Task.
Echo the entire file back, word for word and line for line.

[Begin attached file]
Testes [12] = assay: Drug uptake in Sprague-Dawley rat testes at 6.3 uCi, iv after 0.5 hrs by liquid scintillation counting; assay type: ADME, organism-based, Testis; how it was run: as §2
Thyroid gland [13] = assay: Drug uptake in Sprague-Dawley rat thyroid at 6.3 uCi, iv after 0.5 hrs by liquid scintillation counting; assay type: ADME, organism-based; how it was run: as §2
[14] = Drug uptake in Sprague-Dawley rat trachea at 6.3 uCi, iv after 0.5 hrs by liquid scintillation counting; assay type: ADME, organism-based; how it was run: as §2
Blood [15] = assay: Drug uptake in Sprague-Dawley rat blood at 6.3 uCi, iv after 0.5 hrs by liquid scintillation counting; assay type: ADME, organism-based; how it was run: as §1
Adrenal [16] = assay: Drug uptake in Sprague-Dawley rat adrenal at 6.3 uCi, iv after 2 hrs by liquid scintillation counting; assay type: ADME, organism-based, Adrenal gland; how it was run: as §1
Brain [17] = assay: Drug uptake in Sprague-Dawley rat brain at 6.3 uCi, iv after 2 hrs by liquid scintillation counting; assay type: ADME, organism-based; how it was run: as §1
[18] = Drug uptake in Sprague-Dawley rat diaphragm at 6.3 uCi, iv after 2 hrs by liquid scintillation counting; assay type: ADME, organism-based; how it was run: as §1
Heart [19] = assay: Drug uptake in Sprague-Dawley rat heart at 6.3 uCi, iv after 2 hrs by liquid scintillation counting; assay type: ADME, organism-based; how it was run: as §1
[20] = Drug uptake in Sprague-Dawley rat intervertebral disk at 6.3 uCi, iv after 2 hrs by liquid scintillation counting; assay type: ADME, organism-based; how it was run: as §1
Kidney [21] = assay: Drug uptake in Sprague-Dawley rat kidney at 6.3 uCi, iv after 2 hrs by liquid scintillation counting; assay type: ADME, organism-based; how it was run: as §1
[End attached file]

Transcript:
Testes [12] = assay: Drug uptake in Sprague-Dawley rat testes at 6.3 uCi, iv after 0.5 hrs by liquid scintillation counting; assay type: ADME, organism-based, Testis; how it was run: as §2
Thyroid gland [13] = assay: Drug uptake in Sprague-Dawley rat thyroid at 6.3 uCi, iv after 0.5 hrs by liquid scintillation counting; assay type: ADME, organism-based; how it was run: as §2
[14] = Drug uptake in Sprague-Dawley rat trachea at 6.3 uCi, iv after 0.5 hrs by liquid scintillation counting; assay type: ADME, organism-based; how it was run: as §2
Blood [15] = assay: Drug uptake in Sprague-Dawley rat blood at 6.3 uCi, iv after 0.5 hrs by liquid scintillation counting; assay type: ADME, organism-based; how it was run: as §1
Adrenal [16] = assay: Drug uptake in Sprague-Dawley rat adrenal at 6.3 uCi, iv after 2 hrs by liquid scintillation counting; assay type: ADME, organism-based, Adrenal gland; how it was run: as §1
Brain [17] = assay: Drug uptake in Sprague-Dawley rat brain at 6.3 uCi, iv after 2 hrs by liquid scintillation counting; assay type: ADME, organism-based; how it was run: as §1
[18] = Drug uptake in Sprague-Dawley rat diaphragm at 6.3 uCi, iv after 2 hrs by liquid scintillation counting; assay type: ADME, organism-based; how it was run: as §1
Heart [19] = assay: Drug uptake in Sprague-Dawley rat heart at 6.3 uCi, iv after 2 hrs by liquid scintillation counting; assay type: ADME, organism-based; how it was run: as §1
[20] = Drug uptake in Sprague-Dawley rat intervertebral disk at 6.3 uCi, iv after 2 hrs by liquid scintillation counting; assay type: ADME, organism-based; how it was run: as §1
Kidney [21] = assay: Drug uptake in Sprague-Dawley rat kidney at 6.3 uCi, iv after 2 hrs by liquid scintillation counting; assay type: ADME, organism-based; how it was run: as §1